The upper and lower monitor units 111 and 112 are mounted to the rails 114 to roll therealong through rollers 115a, 115b and 115c. Namely, two rollers 115a and 115b are attached to the side surfaces of the outer side monitors 111a and 111c of the upper stage monitor unit 111, respectively, and one roller 115c is attached to each of the side surfaces of the outer side monitors 112a and 112c. The reason why only one roller 115c is attached to the lower side monitor 112a (112c) is for smooth rolling movement of the monitor 112a along the rails 114 at arcuate portions of the rails 114.
According to this structure, the upper and lower stage monitor units 111 and 112 are moved together along the rails substantially vertically as viewed from an operator side who sits or stands in front of the system console 100.
A hydraulic cylinder assembly 116 is connected at one, i.e. upper as viewed, end to the upper stage monitor unit 111 so as to carry out the stroke motion thereof. The hydraulic cylinder assembly 120 is secured at the other end, i.e. lower end, to the base 121 through a support member 122, for example. The connection between the lower end of the cylinder assembly 116 is made through pin connection, for example, to be pivotable so that the hydraulic cylinder assembly 116 is pivoted in accordance with the movement of the upper and lower stage monitor units 111 and 112. The hydraulic cylinder assembly 116 is also connected to a drive means 120 to drive the hydraulic cylinder assembly 116. Namely, when the drive means 120 is operated so that the stroke of the hydraulic cylinder assembly 116 is expanded, the upper stage monitor unit 111 is moved upward together with the lower stage monitor unit 112 and operated so that the stroke thereof is contracted, the upper and lower stage monitor units 111 and 112 are lowered. This driving means may be disposed inside the system console 100.
Furthermore, it is preferred that the drive means 120 is operated under a remote control operation to expand or contract the stroke of the hydraulic cylinder assembly 116 to move or slide the upper and lower stage monitor units 111 and 112 to positions having desired angles with respect to the eye line of an operator.
As described above, according to this embodiment, the upper and lower stage monitor units 111 and 112 are movable along the rails 114 to the positions suitable for the easy and sure observation or monitoring of an operator or observers who sit and/or stand in front of the monitor units with the allowable angle range for the observation.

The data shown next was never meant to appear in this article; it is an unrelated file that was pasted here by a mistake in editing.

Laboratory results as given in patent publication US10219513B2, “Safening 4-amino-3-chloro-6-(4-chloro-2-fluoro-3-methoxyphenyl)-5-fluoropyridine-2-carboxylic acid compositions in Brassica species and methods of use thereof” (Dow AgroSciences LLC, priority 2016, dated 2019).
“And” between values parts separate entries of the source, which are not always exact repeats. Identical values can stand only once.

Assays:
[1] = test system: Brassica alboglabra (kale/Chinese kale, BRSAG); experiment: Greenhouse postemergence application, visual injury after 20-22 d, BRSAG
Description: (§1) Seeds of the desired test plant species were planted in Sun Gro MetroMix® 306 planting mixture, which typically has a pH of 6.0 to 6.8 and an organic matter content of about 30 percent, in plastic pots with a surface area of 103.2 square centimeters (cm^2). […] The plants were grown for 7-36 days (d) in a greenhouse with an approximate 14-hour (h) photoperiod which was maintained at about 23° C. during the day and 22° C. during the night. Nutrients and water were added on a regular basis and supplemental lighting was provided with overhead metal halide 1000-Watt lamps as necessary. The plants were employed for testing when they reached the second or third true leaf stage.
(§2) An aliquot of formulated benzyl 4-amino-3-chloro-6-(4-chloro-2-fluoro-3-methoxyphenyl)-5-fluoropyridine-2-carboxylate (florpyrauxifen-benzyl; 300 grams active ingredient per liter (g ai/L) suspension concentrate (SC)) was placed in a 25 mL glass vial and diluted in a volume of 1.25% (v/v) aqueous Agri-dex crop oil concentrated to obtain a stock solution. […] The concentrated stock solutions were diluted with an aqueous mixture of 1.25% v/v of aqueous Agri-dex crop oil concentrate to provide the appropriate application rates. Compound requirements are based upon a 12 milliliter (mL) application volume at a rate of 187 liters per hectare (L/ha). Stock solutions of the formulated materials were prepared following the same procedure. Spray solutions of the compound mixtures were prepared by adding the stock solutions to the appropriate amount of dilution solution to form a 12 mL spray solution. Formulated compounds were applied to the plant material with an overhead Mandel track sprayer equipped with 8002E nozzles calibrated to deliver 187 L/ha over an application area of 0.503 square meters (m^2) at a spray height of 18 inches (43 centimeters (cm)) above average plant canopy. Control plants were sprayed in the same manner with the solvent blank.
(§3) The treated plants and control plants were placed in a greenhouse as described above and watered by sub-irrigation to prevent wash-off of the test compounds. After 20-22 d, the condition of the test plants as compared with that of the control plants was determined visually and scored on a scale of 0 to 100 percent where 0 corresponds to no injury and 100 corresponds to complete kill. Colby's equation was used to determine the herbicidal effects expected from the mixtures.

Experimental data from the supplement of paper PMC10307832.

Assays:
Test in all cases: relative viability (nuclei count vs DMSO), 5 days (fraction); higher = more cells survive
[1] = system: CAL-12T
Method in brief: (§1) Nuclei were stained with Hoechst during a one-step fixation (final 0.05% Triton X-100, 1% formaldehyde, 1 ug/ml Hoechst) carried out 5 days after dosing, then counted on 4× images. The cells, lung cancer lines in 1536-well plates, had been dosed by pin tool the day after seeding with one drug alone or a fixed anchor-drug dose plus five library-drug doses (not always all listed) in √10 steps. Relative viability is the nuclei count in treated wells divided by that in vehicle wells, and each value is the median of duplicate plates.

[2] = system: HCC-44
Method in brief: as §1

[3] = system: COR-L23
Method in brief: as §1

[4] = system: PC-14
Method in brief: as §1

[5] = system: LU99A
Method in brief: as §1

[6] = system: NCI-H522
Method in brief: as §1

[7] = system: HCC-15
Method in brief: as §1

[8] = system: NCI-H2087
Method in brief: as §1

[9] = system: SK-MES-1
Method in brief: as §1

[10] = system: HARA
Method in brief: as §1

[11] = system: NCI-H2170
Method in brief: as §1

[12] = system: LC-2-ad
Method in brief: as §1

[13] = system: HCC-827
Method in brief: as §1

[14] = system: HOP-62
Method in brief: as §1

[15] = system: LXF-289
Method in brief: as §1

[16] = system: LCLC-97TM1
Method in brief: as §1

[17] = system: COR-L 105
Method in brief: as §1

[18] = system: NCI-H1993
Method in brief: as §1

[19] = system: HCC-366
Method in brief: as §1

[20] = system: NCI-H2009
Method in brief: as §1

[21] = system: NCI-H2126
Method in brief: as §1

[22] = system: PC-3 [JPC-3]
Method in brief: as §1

Further, according to the present invention, the following structures or modifications may be commonly made with respect to the above embodiments.
First, with reference to FIG. 7, lower portions 113a of the frame 113 can be constructed to be vertically movable by, for example, hydraulic cylinder means 123 as briefly shown in FIG. 8 so as to adjust entirely the height of the system console 100, that is, to adjust the vertical positions of the monitor units 112 and 113. The hydraulic cylinder means 123 may be substituted with a link mechanism. These hydraulic cylinder means 123 and link mechanism are of known structures themselves.
Next, as briefly shown in FIG. 10 as a plan view, it may be preferred that the frame of the system console is constructed so that the side monitors 20a and 20c, for example, are positioned with certain horizontally inclined angles to further facilitate the easy and sure observation of the monitor surfaces. These angles may be desired so that the distances between the monitor surfaces and the eye of an operator are substantially equal to each other. Namely, it may be desired that these angles are decided so that the distance Da and Dc are equal to the distance Db between the central monitor surface of the monitor 20a and the eye of the operator OP in FIG. 10.
Furthermore, in the above embodiments, the upper and lower two stage monitor units each including three monitors are described, but more than two stages and more than three monitors in each stage may be arranged without departing the scope of the present invention.
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|WO2003009269A3 *||Jul 17, 2002||Oct 30, 2003||Daniel Dunn||Multiple flat panel display system|
|WO2009064246A1 *||Nov 12, 2008||May 22, 2009||Cgm Aktiebolag||Operator desk having synchronized displays|
|WO2013034132A3 *||Sep 5, 2012||May 10, 2013||Eads Deutschland Gmbh||Angular display for the three-dimensional representation of a scenario|
|U.S. Classification||345/1.3, 361/679.04, D14/373, 248/921, 361/679.61, 345/903|
|International Classification||A47B21/00, A47B81/06, G06F1/16, F16M11/10|
|Cooperative Classification||F16M11/18, A47B81/065, A47B21/00, Y10S248/921, Y10S345/903, F16M11/42, F16M11/10, F16M11/24, G06F1/16, A47B2200/0078|
|European Classification||F16M11/18, F16M11/24, F16M11/42, A47B21/00, F16M11/10, G06F1/16, A47B81/06A6|
|Jan 10, 2000||FPAY||Fee payment|
Year of fee payment: 4
|Feb 4, 2004||REMI||Maintenance fee reminder mailed|
|Jul 16, 2004||LAPS||Lapse for failure to pay maintenance fees|
|Sep 14, 2004||FP||Expired due to failure to pay maintenance fee|
Effective date: 20040716